On Making an Impact on Others

From a blog I was running in 2002: 

Last week was "tech week" for Tony & Tina's Wedding. After long days at work, my whole clan was off to the Andrus Center until past midnight every day. The show finally came together for opening night Friday, and things have been going very well. The crowds are really liking what they see.

Wednesday Mom called to tell me that my old Scoutmaster, Reggie Kirk, has passed away. He was 73 and he died in his sleep. His son called my parents trying to get hold of me. Reggie had a last request that included me.

When I was 12 years old I was in the Boy Scouts. One of the unique talents that I offered the troop was my ability to play a brass instrument, so I became the bugler. Once a year all the Boy Scout troops would converge on Camp Stigwandish for a week long camping experience and every night I would play taps on my bugle for the whole camp. I never really thought much about it, but it apparently had a big impact on Reggie and his sons.

Reggie had impressed on his family that I was to be located so as to play taps at his funeral when the time came, so early Wednesday morning they made the call to my mom.

Although I had been a trombone player in the Air Force for many years, I hadn't touched a bugle since I was 12. In fact I haven't even touched a brass instrument since November of 1993.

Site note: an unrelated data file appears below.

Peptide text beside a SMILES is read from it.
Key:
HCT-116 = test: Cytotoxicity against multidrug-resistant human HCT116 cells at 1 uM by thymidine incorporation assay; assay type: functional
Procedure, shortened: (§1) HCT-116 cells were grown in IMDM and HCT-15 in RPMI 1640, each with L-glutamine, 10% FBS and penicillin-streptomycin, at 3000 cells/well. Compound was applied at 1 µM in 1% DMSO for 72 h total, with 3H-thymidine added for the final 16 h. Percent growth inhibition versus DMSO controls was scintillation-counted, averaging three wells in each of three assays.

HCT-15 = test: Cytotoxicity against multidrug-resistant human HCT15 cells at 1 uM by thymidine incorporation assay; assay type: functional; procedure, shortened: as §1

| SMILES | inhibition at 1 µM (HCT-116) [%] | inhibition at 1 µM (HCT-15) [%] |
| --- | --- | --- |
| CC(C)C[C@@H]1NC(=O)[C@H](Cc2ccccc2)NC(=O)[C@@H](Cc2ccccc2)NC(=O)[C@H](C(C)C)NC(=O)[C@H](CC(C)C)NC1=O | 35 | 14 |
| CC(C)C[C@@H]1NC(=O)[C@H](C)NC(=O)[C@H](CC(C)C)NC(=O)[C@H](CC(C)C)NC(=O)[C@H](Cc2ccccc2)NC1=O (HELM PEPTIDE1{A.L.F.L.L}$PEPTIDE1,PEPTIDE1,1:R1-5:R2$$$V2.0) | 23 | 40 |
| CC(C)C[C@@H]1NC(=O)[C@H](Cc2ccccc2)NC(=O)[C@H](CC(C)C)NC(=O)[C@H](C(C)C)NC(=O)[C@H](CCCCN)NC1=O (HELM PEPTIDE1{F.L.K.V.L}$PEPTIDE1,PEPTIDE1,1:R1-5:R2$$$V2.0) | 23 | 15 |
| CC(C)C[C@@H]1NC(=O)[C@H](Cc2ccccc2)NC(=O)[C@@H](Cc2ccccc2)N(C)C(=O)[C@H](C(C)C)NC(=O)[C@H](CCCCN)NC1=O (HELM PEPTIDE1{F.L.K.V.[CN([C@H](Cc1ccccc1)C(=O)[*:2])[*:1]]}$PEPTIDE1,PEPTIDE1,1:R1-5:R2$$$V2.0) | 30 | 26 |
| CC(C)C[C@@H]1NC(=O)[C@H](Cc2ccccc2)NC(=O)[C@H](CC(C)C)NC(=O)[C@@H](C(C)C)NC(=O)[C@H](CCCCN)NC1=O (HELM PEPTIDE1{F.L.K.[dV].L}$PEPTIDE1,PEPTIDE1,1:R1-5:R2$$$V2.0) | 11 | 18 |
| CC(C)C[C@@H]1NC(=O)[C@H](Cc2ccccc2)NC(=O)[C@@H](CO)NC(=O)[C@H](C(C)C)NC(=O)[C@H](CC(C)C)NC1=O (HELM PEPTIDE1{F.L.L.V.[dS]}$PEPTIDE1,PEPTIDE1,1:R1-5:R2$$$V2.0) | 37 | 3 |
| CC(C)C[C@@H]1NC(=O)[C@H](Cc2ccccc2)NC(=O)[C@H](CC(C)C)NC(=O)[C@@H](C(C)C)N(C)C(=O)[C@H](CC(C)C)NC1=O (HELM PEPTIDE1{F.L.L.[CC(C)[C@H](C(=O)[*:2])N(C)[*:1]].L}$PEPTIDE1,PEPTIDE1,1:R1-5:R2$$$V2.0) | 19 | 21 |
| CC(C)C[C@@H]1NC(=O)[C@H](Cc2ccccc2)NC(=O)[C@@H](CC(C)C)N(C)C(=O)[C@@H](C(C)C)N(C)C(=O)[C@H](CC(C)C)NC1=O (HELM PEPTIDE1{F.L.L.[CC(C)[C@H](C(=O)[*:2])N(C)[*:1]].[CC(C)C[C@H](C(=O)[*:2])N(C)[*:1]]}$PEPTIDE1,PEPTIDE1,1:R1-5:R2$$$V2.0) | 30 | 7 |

I made some phone calls, got on the internet and located a bugle for sale in New York, which I purchased. It arrived Thursday morning which gave me two days to try and build up enough "chops" to play taps. Saturday morning was the funeral, and Reggie's family heard a live rendition of taps. His children were in tears and let me know how much it meant to them to hear me play that at their father's funeral. One of his son's reminisced on how stirring it was to him as a youngster hearing me play taps at camp. He still clearly remembered it. He also told me how his father had told everyone that Dave Van Allen would be playing Taps at his funeral.

I hadn't seen Reggie in years. The last time I remember seeing him was when my brother Tom passed away ten years ago (1992). I suppose he mentioned the "Taps" thing then, but I really don't recall. I never imagined that it was that big of a deal. I was given pause to reflect on how much impact one person can have in the life of another, without even realizing it. I'm happy that I made a positive contribution to their lives.

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